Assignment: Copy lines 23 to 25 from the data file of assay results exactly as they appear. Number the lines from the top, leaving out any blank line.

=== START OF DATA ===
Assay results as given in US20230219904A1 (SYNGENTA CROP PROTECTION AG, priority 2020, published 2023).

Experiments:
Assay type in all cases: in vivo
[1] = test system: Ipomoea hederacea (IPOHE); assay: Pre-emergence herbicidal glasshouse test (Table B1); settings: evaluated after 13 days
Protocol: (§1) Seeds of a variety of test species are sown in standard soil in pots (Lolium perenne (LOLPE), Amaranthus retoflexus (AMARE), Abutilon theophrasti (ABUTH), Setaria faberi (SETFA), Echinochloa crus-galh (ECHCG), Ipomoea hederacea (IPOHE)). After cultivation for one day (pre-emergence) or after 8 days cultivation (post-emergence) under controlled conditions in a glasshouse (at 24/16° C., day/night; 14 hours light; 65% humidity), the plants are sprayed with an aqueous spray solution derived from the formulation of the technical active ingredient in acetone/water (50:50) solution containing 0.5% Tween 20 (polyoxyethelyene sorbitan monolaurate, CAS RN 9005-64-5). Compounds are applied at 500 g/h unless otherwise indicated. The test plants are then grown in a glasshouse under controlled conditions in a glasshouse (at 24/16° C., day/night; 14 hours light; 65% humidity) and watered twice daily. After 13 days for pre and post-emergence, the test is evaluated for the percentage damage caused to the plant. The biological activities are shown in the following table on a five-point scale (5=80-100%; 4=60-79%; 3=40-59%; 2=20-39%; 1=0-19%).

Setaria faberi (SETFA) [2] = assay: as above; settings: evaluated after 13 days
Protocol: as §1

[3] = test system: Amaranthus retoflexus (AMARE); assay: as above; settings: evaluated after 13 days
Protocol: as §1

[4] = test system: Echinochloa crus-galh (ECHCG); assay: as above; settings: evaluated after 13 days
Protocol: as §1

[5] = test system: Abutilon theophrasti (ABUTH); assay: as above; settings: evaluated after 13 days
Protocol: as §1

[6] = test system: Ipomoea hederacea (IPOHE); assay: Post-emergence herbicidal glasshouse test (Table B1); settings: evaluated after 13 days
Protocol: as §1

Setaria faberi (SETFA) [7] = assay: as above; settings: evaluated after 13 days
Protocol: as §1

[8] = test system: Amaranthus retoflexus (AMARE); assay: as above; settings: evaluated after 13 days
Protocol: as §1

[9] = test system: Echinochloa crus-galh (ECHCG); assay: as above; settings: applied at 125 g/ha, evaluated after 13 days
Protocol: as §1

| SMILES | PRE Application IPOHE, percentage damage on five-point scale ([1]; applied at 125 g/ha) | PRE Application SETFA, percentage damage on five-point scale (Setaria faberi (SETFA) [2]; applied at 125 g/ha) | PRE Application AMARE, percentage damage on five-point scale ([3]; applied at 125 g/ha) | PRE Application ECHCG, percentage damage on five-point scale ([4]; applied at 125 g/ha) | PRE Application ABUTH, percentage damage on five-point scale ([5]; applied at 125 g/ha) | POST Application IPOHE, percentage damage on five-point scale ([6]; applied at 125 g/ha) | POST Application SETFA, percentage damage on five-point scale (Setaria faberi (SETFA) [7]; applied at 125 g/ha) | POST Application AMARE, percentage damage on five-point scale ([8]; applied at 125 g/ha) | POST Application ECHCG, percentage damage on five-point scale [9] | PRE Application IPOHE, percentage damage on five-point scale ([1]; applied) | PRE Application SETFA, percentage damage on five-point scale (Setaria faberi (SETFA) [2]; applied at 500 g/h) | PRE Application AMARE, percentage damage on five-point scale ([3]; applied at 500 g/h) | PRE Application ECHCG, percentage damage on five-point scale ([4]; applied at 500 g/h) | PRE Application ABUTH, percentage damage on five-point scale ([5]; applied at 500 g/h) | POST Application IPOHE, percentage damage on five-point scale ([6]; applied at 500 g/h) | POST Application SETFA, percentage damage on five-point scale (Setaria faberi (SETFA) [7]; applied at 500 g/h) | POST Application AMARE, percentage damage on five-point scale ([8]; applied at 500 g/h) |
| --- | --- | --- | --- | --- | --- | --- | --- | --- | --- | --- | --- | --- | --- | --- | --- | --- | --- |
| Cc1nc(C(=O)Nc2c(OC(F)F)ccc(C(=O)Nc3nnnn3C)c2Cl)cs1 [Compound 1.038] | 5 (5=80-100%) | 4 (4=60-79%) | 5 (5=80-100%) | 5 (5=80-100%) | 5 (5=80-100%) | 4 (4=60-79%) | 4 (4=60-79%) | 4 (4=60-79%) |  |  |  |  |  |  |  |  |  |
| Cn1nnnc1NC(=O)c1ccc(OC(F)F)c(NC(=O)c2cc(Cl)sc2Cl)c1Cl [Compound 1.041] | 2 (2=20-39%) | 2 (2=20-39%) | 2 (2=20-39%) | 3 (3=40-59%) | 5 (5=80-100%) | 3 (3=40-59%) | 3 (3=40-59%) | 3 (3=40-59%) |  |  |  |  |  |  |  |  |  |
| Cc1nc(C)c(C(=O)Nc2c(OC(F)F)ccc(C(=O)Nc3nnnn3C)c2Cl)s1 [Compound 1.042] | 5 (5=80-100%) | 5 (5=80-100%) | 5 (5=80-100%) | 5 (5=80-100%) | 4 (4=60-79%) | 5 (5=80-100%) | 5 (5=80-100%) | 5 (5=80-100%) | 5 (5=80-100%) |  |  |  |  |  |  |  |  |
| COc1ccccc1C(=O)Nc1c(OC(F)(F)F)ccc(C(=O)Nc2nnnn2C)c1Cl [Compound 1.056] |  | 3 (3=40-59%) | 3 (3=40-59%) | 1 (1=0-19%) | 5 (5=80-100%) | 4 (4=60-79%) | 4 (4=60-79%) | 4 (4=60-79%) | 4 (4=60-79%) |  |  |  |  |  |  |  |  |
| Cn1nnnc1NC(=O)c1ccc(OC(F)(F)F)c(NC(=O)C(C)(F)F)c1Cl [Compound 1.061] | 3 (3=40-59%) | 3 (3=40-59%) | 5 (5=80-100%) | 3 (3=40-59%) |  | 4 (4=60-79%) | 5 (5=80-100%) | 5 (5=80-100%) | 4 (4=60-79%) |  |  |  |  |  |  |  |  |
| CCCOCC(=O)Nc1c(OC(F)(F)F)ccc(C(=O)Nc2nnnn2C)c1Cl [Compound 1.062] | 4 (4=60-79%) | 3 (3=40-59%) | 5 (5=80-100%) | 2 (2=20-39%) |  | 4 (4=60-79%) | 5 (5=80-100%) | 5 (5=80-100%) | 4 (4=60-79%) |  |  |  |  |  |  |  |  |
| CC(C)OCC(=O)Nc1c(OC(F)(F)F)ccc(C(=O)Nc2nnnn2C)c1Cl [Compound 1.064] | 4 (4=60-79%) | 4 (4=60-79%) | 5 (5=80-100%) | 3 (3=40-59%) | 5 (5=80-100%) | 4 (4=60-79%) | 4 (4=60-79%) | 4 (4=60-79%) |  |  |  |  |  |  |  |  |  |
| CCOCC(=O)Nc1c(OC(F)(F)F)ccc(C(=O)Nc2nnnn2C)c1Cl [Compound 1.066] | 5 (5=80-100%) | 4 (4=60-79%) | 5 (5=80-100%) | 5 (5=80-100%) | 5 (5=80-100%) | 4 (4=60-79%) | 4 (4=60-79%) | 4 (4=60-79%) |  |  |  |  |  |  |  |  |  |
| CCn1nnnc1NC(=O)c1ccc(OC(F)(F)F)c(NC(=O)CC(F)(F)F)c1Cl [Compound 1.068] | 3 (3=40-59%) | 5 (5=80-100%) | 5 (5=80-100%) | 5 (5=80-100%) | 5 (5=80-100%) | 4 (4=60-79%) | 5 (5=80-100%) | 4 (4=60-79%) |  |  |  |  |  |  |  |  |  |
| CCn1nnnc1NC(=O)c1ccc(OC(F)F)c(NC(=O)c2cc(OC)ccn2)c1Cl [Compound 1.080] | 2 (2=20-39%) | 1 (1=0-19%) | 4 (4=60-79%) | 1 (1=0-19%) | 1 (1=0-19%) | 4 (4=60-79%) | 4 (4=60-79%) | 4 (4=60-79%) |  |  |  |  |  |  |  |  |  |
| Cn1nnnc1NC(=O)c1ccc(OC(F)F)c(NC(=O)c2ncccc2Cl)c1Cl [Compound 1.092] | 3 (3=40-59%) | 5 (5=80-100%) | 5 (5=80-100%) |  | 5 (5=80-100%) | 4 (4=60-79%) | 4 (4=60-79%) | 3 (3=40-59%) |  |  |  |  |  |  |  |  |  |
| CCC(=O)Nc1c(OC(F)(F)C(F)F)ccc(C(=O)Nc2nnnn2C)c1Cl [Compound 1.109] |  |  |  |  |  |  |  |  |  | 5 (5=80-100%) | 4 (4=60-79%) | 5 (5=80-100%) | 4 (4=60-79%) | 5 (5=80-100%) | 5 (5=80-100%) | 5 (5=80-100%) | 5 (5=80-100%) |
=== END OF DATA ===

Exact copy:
| --- | --- | --- | --- | --- | --- | --- | --- | --- | --- | --- | --- | --- | --- | --- | --- | --- | --- |
| Cc1nc(C(=O)Nc2c(OC(F)F)ccc(C(=O)Nc3nnnn3C)c2Cl)cs1 [Compound 1.038] | 5 (5=80-100%) | 4 (4=60-79%) | 5 (5=80-100%) | 5 (5=80-100%) | 5 (5=80-100%) | 4 (4=60-79%) | 4 (4=60-79%) | 4 (4=60-79%) |  |  |  |  |  |  |  |  |  |
| Cn1nnnc1NC(=O)c1ccc(OC(F)F)c(NC(=O)c2cc(Cl)sc2Cl)c1Cl [Compound 1.041] | 2 (2=20-39%) | 2 (2=20-39%) | 2 (2=20-39%) | 3 (3=40-59%) | 5 (5=80-100%) | 3 (3=40-59%) | 3 (3=40-59%) | 3 (3=40-59%) |  |  |  |  |  |  |  |  |  |